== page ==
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dc.contributor.authorScaramuzza, Davide
dc.descriptionPresented on September 22, 2017 from 12:15 p.m.-1:15 p.m. in the Technology Square Research Building (TSRB) Banquet Hall, Georgia Tech.en_US
dc.descriptionDavide Scaramuzza is an associate professor of robotics and perception in the departments of Informatics (University of Zurich) and Neuroinformatics (University of Zurich and ETH Zurich), where he completes research at the intersection of robotics, computer vision, and neuroscience. Scaramuzza completed his Ph.D. in robotics and computer vision at ETH Zurich under the direction of Roland Siegwart and held a postdoctoral position at the University of Pennsylvania, working with Vijay Kumar and Kostas Daniilidis. From 2009 to 2012, he led the European project sFly, which introduced the PX4 autopilot and pioneered visual-SLAM–based autonomous navigation of micro drones. For his research contributions, he was awarded the IEEE Robotics and Automation Society Early Career Award, the Misha Mahowald Neuromorphic Engineering Award, the SNSF-ERC Starting Grant (equivalent to an NSF Career Award), a Google Research Award, the European Young Researcher Award, and several conference paper awards. Scaramuzza coauthored the book Introduction to Autonomous Mobile Robots (published by MIT Press) and more than 100 papers on robotics and perception. In 2015, he co-founded a venture, called Zurich- Eye, dedicated to the commercialization of visual-inertial navigation solutions for mobile robots, which later became Facebook-Oculus VR.en_US
dc.descriptionRuntime: 63:09 minutesen_US
dc.description.abstractAutonomous quadrotors will soon play a major role in search‐and‐rescue and remote‐inspection missions, where a fast response is crucial. Quadrotors have the potential to navigate quickly through unstructured environments, enter and exit buildings through narrow gaps, and fly through collapsed buildings. However, their speed and maneuverability are still far from those of birds. Indeed, agile navigation through unknown, indoor environments poses a number of challenges for robotics research in terms of perception, state estimation, planning, and control. In this talk, I will show that active vision is crucial in order to plan trajectories that improve the quality of perception. Also, I will talk about our recent results on event based vision to enable low latency sensory motor control and navigation in low light and high dynamic environment, where traditional vision sensor fail.en_US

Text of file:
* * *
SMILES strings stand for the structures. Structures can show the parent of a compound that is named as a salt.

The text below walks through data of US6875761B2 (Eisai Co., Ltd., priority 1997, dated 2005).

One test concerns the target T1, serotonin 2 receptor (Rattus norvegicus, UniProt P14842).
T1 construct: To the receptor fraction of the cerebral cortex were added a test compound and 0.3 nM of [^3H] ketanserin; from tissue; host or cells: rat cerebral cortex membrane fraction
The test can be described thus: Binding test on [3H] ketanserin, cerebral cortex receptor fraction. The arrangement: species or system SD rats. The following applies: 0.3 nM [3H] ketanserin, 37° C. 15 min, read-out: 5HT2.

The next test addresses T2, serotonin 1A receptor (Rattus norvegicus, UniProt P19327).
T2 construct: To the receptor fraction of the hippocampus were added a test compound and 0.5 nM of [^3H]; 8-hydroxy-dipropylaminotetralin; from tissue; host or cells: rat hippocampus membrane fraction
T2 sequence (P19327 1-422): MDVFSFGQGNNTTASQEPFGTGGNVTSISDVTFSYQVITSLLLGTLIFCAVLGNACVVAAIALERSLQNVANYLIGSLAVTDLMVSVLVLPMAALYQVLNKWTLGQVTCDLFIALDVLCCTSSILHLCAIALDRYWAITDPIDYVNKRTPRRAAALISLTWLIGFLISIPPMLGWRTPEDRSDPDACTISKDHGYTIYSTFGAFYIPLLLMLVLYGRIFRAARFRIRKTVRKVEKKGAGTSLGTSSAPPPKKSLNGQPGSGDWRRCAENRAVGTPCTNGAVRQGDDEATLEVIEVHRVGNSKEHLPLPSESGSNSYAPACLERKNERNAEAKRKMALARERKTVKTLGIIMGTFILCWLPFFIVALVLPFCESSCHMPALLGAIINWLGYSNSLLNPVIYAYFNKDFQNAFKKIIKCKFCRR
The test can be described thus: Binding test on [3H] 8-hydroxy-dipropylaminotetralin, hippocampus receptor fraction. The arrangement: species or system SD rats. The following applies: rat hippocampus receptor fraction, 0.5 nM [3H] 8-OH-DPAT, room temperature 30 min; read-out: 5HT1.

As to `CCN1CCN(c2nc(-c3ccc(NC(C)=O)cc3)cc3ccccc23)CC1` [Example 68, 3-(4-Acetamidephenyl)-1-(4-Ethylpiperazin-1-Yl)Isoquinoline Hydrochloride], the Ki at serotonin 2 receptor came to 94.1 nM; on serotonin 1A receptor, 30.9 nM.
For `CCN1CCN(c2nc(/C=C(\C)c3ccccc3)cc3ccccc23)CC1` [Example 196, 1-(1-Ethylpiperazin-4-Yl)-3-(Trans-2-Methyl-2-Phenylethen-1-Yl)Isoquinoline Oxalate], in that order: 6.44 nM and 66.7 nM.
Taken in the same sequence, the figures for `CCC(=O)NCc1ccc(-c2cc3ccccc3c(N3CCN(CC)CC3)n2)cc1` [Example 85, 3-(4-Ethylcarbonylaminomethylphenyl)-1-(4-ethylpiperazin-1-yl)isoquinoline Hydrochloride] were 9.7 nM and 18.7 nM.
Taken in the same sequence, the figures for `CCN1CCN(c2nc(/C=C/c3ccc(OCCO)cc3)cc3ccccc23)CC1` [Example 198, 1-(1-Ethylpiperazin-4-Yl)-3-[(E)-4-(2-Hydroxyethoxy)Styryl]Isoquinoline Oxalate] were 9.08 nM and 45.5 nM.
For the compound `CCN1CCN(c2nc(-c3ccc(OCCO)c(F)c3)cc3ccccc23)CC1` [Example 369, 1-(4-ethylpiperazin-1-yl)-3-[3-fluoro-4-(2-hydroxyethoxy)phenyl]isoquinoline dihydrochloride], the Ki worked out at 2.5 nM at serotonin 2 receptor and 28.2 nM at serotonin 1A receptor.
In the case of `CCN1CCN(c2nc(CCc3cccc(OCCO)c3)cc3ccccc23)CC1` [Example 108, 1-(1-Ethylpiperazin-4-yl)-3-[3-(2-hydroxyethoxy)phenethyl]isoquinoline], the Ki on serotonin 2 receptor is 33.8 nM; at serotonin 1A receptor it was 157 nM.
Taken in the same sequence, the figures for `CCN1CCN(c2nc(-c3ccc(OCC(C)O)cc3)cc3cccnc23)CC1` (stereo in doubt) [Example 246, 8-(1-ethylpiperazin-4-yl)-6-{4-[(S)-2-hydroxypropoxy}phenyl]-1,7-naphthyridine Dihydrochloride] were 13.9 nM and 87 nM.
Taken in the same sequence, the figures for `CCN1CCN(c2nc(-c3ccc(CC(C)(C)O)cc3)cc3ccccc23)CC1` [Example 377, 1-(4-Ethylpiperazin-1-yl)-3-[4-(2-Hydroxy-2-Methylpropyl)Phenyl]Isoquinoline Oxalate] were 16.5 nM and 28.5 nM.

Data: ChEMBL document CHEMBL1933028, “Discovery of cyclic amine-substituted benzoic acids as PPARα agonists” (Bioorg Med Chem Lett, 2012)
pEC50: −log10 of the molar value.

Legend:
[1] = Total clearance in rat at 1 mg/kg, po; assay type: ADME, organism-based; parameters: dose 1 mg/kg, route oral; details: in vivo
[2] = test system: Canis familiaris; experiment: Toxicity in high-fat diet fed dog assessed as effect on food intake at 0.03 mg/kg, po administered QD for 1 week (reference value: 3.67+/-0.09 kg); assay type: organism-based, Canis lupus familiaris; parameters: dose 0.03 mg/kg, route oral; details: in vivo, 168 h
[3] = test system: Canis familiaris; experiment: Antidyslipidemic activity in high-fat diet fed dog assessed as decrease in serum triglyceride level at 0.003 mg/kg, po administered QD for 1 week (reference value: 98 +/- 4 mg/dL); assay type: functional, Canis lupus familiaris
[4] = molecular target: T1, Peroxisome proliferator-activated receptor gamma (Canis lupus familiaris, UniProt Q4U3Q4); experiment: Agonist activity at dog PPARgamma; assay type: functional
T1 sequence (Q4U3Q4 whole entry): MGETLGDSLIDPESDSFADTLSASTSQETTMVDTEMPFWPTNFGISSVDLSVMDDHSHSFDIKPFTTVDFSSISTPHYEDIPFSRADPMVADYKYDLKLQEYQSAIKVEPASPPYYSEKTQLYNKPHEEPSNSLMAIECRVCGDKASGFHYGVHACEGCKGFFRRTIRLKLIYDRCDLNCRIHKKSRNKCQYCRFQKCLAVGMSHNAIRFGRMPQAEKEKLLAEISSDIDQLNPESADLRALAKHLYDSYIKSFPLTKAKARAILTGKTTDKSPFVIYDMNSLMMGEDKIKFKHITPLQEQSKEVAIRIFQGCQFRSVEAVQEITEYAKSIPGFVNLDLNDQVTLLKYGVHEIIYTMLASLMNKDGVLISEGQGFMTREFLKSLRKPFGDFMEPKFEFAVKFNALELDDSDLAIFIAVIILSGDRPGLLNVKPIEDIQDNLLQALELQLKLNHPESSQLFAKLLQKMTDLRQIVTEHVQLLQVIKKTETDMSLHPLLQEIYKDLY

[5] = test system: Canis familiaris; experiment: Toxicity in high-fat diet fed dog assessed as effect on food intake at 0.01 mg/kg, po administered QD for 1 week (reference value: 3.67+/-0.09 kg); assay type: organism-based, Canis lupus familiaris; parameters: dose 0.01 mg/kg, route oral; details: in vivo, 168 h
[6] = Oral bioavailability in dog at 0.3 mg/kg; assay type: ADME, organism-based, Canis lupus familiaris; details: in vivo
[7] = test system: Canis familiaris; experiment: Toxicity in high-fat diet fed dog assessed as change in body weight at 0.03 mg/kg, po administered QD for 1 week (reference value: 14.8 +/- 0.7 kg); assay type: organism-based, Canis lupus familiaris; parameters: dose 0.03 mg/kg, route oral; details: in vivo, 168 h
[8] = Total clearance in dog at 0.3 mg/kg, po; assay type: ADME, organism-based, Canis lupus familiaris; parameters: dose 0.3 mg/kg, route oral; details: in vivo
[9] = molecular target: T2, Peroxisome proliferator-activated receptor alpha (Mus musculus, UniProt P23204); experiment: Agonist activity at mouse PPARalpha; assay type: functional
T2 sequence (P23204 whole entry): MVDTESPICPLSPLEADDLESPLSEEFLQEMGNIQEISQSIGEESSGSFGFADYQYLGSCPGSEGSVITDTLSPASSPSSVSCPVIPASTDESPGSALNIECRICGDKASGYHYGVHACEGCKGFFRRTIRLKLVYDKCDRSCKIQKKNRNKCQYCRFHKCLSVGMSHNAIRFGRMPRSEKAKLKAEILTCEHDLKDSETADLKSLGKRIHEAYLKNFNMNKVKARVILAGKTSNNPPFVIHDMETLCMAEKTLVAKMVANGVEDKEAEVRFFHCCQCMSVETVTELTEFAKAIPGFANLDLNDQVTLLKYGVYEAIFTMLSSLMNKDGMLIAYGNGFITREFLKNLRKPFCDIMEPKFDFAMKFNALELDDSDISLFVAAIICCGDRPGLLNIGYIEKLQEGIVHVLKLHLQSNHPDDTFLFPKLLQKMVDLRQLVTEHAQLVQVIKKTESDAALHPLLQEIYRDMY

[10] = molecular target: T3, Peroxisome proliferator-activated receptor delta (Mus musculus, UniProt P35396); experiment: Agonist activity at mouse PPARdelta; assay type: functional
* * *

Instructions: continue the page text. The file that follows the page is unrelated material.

dc.format.extent63:09 minutes
dc.publisherGeorgia Institute of Technologyen_US
dc.relation.ispartofseriesIRIM Seminar Seriesen_US
dc.titleAutonomous, Agile, Vision‐Controlled Drones: From Frame to Event Visionen_US
dc.contributor.corporatenameGeorgia Institute of Technology. Institute for Robotics and Intelligent Machinesen_US
dc.contributor.corporatenameEidgenössische Technische Hochschule Zürich (ETH Zurich)en_US
dc.contributor.corporatenameUniversity of Zurichen_US

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  • IRIM Seminar Series [110]
    Each semester a core seminar series is announced featuring guest speakers from around the world and from varying backgrounds in robotics.

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